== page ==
Research carried out for the ground-breaking book, Brand Sense, by my co-director, Martin Lindstrom, reveals just how important each of the senses are to consumers in their relationship to the brands they love. In this research, the largest of its kind ever carried out, we asked thousands of consumers across 20 countries about brands in numerous categories, which senses were either very or somewhat important in their relationship to those brands.
On the left of this chart you can see that this relationship is quite balanced across each sense. And yet, look on the right at the relative spend of marketing budgets across each sense for a typical brand. There is a huge over emphasis on visual communication with only 4% of marketing budgets dedicated to smell, taste and touch! This represents a significant opportunity to communicate with consumers in ways that are more meaningful to them.
It is why a multi-sensory approach is so important. Your brand experience can appeal to the powerful senses of taste, smell and touch in a way that will leave competitor brands far behind you.
But the over-reliance on visual communications is more significant than that. Modern digital technology means that we are exposed to visual branding almost everywhere – TV, internet, YouTube, social media, smart phones and digital screens even in toilet cubicles. There is no getting away from visual brand messages.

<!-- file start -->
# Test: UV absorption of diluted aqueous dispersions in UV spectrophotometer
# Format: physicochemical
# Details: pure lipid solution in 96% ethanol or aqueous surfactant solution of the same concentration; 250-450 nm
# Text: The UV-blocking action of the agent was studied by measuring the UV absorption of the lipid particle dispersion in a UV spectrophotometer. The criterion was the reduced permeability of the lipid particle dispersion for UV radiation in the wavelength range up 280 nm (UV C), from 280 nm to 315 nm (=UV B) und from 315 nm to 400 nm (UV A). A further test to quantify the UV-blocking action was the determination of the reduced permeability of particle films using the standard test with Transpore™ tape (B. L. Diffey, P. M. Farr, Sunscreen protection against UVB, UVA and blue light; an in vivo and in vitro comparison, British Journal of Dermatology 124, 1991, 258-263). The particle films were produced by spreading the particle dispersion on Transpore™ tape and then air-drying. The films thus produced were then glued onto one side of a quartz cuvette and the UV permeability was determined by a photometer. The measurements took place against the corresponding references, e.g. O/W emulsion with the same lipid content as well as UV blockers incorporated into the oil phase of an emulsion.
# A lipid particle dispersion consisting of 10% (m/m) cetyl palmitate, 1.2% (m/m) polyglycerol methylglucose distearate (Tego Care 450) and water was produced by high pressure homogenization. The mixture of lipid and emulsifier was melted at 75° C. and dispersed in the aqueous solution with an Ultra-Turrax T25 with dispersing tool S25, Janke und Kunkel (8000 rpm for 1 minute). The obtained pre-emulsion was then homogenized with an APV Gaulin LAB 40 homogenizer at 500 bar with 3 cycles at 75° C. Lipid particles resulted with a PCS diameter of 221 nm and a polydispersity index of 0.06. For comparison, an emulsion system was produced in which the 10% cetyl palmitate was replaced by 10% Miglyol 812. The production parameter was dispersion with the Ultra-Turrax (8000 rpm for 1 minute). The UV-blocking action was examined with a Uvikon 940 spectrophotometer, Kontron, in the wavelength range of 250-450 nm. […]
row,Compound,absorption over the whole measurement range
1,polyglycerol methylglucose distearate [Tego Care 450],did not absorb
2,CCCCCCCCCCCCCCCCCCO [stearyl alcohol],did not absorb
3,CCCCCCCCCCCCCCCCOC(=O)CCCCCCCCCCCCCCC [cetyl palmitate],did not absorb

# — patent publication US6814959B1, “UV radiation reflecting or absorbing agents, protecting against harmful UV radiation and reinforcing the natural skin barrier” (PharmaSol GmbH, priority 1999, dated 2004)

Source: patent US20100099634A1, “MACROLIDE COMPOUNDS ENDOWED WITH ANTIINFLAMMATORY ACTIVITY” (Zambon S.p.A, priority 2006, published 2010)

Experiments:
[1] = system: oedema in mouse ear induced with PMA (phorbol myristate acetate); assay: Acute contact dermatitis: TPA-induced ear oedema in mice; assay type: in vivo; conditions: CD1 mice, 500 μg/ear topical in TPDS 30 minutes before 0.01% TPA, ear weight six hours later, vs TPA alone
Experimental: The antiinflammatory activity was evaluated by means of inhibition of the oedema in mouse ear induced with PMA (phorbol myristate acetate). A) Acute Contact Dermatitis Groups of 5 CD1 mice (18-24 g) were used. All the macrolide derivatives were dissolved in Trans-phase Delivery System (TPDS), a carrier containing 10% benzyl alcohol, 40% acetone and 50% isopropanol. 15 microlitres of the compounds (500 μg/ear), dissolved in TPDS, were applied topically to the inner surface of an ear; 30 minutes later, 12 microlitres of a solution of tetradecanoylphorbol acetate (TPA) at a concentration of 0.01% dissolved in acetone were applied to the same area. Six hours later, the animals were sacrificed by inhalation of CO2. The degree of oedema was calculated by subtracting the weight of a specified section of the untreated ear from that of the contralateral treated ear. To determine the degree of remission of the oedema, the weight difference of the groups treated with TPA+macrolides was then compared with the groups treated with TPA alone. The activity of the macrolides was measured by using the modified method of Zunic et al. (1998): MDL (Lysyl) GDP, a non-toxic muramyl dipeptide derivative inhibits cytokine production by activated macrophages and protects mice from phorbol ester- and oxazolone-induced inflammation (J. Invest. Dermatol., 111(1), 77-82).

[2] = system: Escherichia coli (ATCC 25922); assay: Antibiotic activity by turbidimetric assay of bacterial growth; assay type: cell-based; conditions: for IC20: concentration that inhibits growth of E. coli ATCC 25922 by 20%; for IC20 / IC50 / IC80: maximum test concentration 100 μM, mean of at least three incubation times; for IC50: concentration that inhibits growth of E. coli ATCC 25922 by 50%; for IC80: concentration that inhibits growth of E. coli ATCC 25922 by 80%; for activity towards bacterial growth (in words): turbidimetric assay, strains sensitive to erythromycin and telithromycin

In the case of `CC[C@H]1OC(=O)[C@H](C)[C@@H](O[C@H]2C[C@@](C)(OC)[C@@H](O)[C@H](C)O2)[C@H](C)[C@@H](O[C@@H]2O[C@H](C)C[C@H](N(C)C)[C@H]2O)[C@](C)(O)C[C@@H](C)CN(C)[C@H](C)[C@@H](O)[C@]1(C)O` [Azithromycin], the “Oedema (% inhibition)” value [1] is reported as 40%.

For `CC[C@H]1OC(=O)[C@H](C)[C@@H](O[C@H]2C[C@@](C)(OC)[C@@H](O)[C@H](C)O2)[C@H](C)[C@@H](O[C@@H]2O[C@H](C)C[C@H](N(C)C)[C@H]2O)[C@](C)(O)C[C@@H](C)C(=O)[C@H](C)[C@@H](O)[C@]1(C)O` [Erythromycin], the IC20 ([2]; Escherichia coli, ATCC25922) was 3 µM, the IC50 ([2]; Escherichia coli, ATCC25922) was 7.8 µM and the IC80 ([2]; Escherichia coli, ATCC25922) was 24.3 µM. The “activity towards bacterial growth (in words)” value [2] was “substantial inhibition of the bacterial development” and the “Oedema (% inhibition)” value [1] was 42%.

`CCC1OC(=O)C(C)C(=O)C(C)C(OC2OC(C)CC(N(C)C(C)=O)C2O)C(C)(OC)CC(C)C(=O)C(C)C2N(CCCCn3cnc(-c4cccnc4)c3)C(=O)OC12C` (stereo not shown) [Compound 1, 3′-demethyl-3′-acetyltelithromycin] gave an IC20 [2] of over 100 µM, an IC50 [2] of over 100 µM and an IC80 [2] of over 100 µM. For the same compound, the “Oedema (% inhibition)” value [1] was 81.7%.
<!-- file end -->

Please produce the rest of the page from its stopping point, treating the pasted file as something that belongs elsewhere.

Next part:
The average child living in the western world is exposed to over eighty thousand TV commercials a year and this represents just a fraction of the total visual brand communication. It is estimated that branded messaging increased by over 400% over a 30 year period from the mid 1960’s. Is it any wonder that recall rates for TV advertising has plummeted from 34% in 1967 to 8% in 2003. These are the latest figures we could find, probably because it’s a figure that the advertising industry doesn’t want you to see.
Don’t be fooled that it’s because advertising on the internet is now more efficient and effective. Click through rates for on-line advertising dropped 11% in 2011 alone. And try walking down any main road in any city or down a typical supermarket aisle and count the number of visual brand messages vying for your attention.
Is it any wonder that we have become so adept at ignoring so much of this visual noise? Perhaps that’s partly why about 80% of new products fail and are withdrawn within one year of being launched. In some categories that figure is as high as 95%. In other words, only one in 20 products survive their first year. What a waste.
But once you understand how the senses are processed in the brain, the problem becomes even worse.
Or the opportunity to do things better becomes even greater.